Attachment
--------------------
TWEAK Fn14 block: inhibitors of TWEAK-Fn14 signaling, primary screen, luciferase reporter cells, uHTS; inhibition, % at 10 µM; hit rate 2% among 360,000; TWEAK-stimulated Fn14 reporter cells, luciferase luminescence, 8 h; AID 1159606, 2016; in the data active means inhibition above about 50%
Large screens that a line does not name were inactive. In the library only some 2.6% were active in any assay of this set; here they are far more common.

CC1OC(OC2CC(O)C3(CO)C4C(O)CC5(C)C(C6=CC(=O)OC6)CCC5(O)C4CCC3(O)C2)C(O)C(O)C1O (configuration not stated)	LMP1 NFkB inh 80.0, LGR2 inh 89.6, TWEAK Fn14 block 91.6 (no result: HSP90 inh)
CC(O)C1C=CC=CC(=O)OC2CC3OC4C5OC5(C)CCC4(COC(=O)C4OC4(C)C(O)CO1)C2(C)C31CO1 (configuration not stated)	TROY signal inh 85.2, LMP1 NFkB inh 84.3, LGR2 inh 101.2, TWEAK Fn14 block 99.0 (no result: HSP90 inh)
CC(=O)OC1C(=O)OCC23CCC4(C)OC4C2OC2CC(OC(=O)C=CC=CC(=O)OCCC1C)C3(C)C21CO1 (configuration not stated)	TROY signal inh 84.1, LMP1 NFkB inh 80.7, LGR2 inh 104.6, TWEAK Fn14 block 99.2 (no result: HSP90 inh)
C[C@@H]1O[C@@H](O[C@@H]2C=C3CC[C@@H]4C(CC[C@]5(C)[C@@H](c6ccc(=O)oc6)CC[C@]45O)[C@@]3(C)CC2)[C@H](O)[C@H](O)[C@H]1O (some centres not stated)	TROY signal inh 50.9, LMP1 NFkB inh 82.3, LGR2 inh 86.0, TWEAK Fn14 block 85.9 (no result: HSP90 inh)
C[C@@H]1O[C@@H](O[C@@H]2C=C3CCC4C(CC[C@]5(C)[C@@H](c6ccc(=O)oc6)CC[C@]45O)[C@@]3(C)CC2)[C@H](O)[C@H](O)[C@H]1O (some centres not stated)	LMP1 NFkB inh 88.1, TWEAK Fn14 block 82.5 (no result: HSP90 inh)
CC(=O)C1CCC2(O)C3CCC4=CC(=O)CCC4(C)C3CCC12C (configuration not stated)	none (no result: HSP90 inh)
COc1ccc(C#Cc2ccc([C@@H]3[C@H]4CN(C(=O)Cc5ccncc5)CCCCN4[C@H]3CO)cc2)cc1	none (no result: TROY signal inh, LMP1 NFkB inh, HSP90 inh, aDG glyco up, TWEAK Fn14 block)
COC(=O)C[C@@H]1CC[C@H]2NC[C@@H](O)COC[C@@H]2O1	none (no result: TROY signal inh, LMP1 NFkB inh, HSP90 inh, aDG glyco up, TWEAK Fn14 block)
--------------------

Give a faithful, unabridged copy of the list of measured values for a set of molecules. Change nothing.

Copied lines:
TWEAK Fn14 block: inhibitors of TWEAK-Fn14 signaling, primary screen, luciferase reporter cells, uHTS; inhibition, % at 10 µM; hit rate 2% among 360,000; TWEAK-stimulated Fn14 reporter cells, luciferase luminescence, 8 h; AID 1159606, 2016; in the data active means inhibition above about 50%
Large screens that a line does not name were inactive. In the library only some 2.6% were active in any assay of this set; here they are far more common.

CC1OC(OC2CC(O)C3(CO)C4C(O)CC5(C)C(C6=CC(=O)OC6)CCC5(O)C4CCC3(O)C2)C(O)C(O)C1O (configuration not stated)	LMP1 NFkB inh 80.0, LGR2 inh 89.6, TWEAK Fn14 block 91.6 (no result: HSP90 inh)
CC(O)C1C=CC=CC(=O)OC2CC3OC4C5OC5(C)CCC4(COC(=O)C4OC4(C)C(O)CO1)C2(C)C31CO1 (configuration not stated)	TROY signal inh 85.2, LMP1 NFkB inh 84.3, LGR2 inh 101.2, TWEAK Fn14 block 99.0 (no result: HSP90 inh)
CC(=O)OC1C(=O)OCC23CCC4(C)OC4C2OC2CC(OC(=O)C=CC=CC(=O)OCCC1C)C3(C)C21CO1 (configuration not stated)	TROY signal inh 84.1, LMP1 NFkB inh 80.7, LGR2 inh 104.6, TWEAK Fn14 block 99.2 (no result: HSP90 inh)
C[C@@H]1O[C@@H](O[C@@H]2C=C3CC[C@@H]4C(CC[C@]5(C)[C@@H](c6ccc(=O)oc6)CC[C@]45O)[C@@]3(C)CC2)[C@H](O)[C@H](O)[C@H]1O (some centres not stated)	TROY signal inh 50.9, LMP1 NFkB inh 82.3, LGR2 inh 86.0, TWEAK Fn14 block 85.9 (no result: HSP90 inh)
C[C@@H]1O[C@@H](O[C@@H]2C=C3CCC4C(CC[C@]5(C)[C@@H](c6ccc(=O)oc6)CC[C@]45O)[C@@]3(C)CC2)[C@H](O)[C@H](O)[C@H]1O (some centres not stated)	LMP1 NFkB inh 88.1, TWEAK Fn14 block 82.5 (no result: HSP90 inh)
CC(=O)C1CCC2(O)C3CCC4=CC(=O)CCC4(C)C3CCC12C (configuration not stated)	none (no result: HSP90 inh)
COc1ccc(C#Cc2ccc([C@@H]3[C@H]4CN(C(=O)Cc5ccncc5)CCCCN4[C@H]3CO)cc2)cc1	none (no result: TROY signal inh, LMP1 NFkB inh, HSP90 inh, aDG glyco up, TWEAK Fn14 block)
COC(=O)C[C@@H]1CC[C@H]2NC[C@@H](O)COC[C@@H]2O1	none (no result: TROY signal inh, LMP1 NFkB inh, HSP90 inh, aDG glyco up, TWEAK Fn14 block)